We’ve all heard it, and, my fellow ladies, we’ve probably said it on occasion. “I just want to marry rich.” This comment is never met with scrutiny or opposition, but with laughter and agreement.
We accept this joke because it’s founded in truth. The business world is still run by men with only 14.6 percent of the Fortune 500 executive officer positions being held by women. How can women ever hope to change this landscape if we perpetuate a joke that reinforces the idea that women can’t achieve financial success independently from men, and that marriage is still our primary aspiration?
We say this comment because whenever we feel nervous about the future, it’s comforting to think that we can find a rich and successful man to take care of our problems.
However tempting this line of thought may be, it’s detrimental to women who want to be seen as equals in the business world. We need to reinforce the idea that we don’t need to marry rich because we’ll be so successful in our careers that we won’t need the financial stability. Men will want to marry us for our money.
In addition, this joke suggests that marriage is our ultimate aspiration. Ladies, this is not the 19th century. You don’t need to be married to survive, so why should that be our ultimate goal? If we want to gain respect in the business world, we need to see marriage as a decision – independent of financial stability – rather than a measure of self-preservation.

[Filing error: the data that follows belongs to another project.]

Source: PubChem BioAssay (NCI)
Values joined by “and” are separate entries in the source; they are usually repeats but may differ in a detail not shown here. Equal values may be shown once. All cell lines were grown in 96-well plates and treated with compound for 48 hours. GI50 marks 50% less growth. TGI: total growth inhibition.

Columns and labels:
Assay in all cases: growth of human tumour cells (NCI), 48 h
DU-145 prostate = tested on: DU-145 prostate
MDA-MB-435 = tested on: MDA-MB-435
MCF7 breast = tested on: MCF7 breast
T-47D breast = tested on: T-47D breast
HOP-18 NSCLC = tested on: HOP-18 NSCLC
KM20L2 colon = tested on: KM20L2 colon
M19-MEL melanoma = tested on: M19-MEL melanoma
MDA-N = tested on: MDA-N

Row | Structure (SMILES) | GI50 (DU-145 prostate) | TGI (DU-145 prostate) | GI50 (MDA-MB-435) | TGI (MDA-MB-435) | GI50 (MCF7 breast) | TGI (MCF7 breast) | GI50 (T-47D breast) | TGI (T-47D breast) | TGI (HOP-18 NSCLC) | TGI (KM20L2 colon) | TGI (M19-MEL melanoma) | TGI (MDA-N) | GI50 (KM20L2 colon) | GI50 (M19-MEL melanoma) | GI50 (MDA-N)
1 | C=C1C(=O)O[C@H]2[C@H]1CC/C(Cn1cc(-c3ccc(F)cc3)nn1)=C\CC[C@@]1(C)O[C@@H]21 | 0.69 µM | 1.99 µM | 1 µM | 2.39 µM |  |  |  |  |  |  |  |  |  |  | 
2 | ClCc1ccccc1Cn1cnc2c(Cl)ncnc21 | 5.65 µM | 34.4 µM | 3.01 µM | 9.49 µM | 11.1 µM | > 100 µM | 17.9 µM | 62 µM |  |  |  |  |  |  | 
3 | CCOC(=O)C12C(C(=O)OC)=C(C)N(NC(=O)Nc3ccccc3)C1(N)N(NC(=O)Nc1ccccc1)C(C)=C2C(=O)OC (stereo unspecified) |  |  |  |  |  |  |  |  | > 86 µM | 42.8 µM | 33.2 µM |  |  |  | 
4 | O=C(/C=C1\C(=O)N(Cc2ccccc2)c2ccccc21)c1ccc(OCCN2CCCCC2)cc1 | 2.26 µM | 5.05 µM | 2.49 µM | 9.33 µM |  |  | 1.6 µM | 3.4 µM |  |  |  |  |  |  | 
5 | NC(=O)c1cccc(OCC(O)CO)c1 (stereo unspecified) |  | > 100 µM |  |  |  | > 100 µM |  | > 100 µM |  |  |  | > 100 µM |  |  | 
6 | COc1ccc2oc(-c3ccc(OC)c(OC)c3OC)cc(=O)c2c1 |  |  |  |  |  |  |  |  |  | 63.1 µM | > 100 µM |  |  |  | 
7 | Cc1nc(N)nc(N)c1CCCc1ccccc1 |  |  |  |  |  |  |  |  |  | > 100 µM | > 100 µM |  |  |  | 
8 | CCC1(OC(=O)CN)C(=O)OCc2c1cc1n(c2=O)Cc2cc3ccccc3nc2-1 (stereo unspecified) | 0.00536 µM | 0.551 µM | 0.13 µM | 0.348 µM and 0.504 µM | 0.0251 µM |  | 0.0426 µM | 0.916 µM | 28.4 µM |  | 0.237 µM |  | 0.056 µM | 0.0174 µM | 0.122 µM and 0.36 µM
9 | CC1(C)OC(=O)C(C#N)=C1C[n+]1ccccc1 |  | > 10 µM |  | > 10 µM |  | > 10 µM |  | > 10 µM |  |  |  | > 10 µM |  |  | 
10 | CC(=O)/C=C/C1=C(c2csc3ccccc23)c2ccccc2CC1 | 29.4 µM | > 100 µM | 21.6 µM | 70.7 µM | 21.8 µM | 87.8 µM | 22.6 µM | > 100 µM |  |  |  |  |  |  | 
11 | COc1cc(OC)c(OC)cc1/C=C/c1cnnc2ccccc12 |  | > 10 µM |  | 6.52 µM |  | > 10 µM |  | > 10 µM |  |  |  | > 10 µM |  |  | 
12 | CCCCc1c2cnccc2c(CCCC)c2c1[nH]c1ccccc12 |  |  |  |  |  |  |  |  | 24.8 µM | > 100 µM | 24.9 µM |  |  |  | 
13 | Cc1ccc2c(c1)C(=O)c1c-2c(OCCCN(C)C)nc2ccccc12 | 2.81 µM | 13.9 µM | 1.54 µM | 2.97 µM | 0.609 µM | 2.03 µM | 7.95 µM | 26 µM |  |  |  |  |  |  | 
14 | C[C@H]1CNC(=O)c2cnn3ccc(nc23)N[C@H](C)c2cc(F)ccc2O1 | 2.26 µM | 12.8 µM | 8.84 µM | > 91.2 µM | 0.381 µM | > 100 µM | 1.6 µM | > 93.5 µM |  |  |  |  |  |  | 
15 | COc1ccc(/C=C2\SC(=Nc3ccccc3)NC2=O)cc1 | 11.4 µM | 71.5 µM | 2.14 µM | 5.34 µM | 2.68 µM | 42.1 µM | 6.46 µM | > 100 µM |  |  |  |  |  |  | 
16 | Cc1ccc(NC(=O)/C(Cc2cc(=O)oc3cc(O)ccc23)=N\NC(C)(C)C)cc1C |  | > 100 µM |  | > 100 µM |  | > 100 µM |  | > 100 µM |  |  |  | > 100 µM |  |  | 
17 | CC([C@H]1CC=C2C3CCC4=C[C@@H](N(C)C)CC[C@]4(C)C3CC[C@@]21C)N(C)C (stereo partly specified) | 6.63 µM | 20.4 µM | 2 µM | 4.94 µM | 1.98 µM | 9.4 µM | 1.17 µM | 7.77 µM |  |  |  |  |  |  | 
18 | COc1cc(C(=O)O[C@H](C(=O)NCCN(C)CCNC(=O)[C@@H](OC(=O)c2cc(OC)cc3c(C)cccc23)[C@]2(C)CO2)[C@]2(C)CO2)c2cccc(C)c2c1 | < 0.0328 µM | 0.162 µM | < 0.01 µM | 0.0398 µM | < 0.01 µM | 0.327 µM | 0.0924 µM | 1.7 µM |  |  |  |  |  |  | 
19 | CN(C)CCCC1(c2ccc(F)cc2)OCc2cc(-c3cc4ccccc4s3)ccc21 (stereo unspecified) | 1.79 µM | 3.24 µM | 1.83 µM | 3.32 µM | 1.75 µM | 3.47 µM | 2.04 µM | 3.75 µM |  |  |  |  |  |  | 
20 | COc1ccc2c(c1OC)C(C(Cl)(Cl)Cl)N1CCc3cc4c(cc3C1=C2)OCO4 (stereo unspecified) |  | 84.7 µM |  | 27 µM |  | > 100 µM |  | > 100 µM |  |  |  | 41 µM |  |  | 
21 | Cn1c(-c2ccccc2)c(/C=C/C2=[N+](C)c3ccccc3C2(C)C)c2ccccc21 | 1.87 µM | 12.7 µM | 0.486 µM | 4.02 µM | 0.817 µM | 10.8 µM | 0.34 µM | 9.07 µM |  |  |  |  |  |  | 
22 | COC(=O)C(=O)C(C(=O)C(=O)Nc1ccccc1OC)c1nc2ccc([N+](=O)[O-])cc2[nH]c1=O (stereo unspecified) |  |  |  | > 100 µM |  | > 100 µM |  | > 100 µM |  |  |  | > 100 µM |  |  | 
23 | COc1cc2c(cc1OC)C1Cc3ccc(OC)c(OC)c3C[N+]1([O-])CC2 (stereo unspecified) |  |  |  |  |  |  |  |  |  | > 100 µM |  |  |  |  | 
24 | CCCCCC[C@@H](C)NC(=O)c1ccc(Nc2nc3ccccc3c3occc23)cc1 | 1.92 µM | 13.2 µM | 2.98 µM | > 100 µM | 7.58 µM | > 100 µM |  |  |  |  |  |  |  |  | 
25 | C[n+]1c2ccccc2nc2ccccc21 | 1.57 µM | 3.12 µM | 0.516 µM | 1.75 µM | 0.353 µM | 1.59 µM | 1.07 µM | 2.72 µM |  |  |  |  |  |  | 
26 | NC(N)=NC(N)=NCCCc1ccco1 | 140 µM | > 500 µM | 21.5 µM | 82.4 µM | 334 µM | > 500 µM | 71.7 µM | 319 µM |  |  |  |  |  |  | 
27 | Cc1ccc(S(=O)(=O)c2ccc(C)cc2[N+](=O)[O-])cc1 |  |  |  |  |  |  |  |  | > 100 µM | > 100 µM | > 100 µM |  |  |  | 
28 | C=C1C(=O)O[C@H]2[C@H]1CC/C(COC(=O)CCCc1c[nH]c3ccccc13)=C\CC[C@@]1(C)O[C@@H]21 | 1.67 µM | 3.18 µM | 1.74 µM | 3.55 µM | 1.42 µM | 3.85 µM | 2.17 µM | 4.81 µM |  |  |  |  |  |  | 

If you want to marry rich because you want to be rich, do yourself a favor and become rich by earning it yourself. If you happen to fall in love with a rich man and decide to marry him, that’s fine. But do it because he’s a good man and a good partner, not because he provides the lavish lifestyle you’ve always wanted.
Once, while I was working, a guy insinuated I was only in college “to find a husband.” Not only was his comment offensive, but it is also, unfortunately, all too common.
We need to focus on our careers and make marriage what it’s supposed to be, which is how men see it: as a choice. Do not desire to marry rich; desire to be rich.
Rachel Berquist is a junior majoring in English and psychology.